Fury over closure of Maori service

Te Tai Tonga MP Rino Tirikatene is questioning why more is not being done to save a Maori health organisation which is set to close.

Te Rapuora o te Waiharakeke, which has a $1.6 million budget and works with 192 people in Nelson and 500 in Marlborough, will close at the end of the year because of financial problems.

Mr Tirikatene said he was furious that the organisation would wind up after providing a mental health service for the past 26 years.

He said he wanted to know why the Nelson Marlborough District Health Board did not give Te Rapuora more time, money and assistance.

"Essentially Te Rapuora experienced what every other small business in New Zealand has experienced these past two years. There's no shame in seeking business mentoring advice and the like," he said.

"Te Rapuora have built up a client list that number in the hundreds, and to suddenly have to hand over their list to a new service provider is heartbreaking for staff and clients. There should have been a better solution."

The DHB was holding its monthly board meeting today.

The board's director of Maori health, Harold Wereta, has said it had worked closely with the trust to find a solution but it was not possible, and work would continue with all Maori health providers in the region to develop a Maori provider coalition.

Mr Tirikatene said: "Te Rapuora have built their reputation over 26 years. Clients trust them and it's the clients that are top priority. Upheaval and change preys easy on a delicate mind. What a terrible thing to happen over the Christmas season."

Nelson-based Labour list MP Maryan Street said she was disturbed at Te Rapuora's closure

"I am concerned that in the course of handing services over to a range of different Maori service providers, that the dislocation will cause some patients to fall through the cracks. I am especially concerned about the mental health services they provided. They worked hard to provide good services in this area and these will be the people most vulnerable to change and dislocation."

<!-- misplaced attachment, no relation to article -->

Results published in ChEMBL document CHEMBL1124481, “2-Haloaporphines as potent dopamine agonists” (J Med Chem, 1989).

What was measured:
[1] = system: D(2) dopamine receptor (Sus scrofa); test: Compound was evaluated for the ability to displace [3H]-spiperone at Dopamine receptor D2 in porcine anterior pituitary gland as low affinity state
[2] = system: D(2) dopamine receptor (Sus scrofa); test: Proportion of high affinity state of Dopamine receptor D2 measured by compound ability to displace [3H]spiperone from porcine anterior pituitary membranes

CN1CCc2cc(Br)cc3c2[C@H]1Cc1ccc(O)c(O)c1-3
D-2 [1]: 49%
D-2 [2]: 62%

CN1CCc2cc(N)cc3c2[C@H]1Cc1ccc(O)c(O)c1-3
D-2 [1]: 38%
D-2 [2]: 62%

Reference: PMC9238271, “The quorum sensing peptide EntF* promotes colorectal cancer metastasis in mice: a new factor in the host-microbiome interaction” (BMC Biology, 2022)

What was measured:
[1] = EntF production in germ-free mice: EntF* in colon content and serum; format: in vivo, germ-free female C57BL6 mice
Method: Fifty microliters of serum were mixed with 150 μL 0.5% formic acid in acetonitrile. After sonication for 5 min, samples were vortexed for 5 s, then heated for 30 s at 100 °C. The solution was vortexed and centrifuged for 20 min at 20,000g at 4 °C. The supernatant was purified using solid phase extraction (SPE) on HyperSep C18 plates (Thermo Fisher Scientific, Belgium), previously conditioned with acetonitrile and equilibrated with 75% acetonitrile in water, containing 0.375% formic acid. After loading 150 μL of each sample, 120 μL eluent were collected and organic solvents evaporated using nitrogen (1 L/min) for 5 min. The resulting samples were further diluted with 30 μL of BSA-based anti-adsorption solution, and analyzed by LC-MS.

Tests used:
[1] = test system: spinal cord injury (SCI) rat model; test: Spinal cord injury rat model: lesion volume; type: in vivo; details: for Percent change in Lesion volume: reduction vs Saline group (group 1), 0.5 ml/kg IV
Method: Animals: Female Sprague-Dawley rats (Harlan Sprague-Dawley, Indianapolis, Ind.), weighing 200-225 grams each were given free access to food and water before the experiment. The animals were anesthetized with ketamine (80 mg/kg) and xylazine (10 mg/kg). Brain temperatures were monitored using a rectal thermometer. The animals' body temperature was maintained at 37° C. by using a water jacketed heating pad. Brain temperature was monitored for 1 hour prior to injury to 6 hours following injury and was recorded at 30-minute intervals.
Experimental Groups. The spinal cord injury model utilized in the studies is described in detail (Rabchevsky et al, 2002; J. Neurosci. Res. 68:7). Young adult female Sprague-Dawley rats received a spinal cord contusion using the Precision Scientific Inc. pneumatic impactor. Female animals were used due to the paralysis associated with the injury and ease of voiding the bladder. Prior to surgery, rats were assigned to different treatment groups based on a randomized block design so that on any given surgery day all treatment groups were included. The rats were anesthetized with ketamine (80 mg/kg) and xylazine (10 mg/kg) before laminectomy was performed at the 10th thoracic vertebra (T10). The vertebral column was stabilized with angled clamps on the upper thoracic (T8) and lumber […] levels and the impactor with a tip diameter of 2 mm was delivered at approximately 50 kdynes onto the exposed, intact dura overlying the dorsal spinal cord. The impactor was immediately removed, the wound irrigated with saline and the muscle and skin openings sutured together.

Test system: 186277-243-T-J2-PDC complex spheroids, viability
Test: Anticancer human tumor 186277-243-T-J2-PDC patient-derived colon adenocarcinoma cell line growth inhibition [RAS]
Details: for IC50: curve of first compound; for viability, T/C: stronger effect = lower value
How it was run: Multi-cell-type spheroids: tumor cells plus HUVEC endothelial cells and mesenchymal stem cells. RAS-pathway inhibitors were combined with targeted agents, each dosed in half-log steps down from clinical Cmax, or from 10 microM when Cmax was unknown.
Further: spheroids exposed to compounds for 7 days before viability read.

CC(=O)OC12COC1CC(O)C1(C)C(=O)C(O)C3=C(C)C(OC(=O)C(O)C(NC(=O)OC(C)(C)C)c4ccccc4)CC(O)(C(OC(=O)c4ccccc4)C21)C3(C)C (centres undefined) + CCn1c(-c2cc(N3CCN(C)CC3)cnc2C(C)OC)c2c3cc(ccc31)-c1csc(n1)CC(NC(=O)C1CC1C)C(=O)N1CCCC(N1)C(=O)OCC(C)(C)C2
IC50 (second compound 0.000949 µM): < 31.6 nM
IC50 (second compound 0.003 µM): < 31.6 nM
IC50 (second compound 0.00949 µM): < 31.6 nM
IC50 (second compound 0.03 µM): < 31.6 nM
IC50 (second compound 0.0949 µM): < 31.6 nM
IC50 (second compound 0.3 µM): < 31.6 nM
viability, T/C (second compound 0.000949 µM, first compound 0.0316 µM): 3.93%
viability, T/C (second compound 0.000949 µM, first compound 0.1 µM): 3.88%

Ms Street said she would keep a close eye on the DHB to make sure it delivered the same services through other providers and protected those at greatest risk. "This is sad for Te Rapuora. I just hope the services will continue."

Te Rapuora has eight staff in Nelson and 22 in Blenheim who face losing their jobs and it is uncertain whether they will be employed by other health providers.

It is understood the decision to close Te Rapuora followed a financial review.

Trust manager Aroha Metcalf said on Friday that it had a projected budget of $1.6m for 2013, with most of that from the DHB and the rest from smaller contracts with the health and social development ministries.

Some of the financial difficulty was in operating from two bases and lease arrangements that had been entered into when the market was at its peak, she said. Cost cutting such as reducing fulltime administration positions was not enough, and it could not balance the books.

The Nelson Mail